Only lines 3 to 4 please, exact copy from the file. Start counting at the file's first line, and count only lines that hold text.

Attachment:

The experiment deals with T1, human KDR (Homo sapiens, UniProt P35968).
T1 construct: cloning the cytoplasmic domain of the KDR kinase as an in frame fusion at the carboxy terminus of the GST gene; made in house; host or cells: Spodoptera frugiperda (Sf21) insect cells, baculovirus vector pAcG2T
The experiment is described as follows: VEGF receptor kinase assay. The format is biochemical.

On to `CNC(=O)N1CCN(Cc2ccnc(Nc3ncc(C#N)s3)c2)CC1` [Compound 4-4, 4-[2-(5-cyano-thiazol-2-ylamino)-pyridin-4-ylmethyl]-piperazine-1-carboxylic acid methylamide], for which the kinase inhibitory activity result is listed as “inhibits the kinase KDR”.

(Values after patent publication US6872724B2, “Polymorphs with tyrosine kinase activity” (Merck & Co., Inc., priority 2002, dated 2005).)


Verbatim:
The experiment is described as follows: VEGF receptor kinase assay. The format is biochemical.

On to `CNC(=O)N1CCN(Cc2ccnc(Nc3ncc(C#N)s3)c2)CC1` [Compound 4-4, 4-[2-(5-cyano-thiazol-2-ylamino)-pyridin-4-ylmethyl]-piperazine-1-carboxylic acid methylamide], for which the kinase inhibitory activity result is listed as “inhibits the kinase KDR”.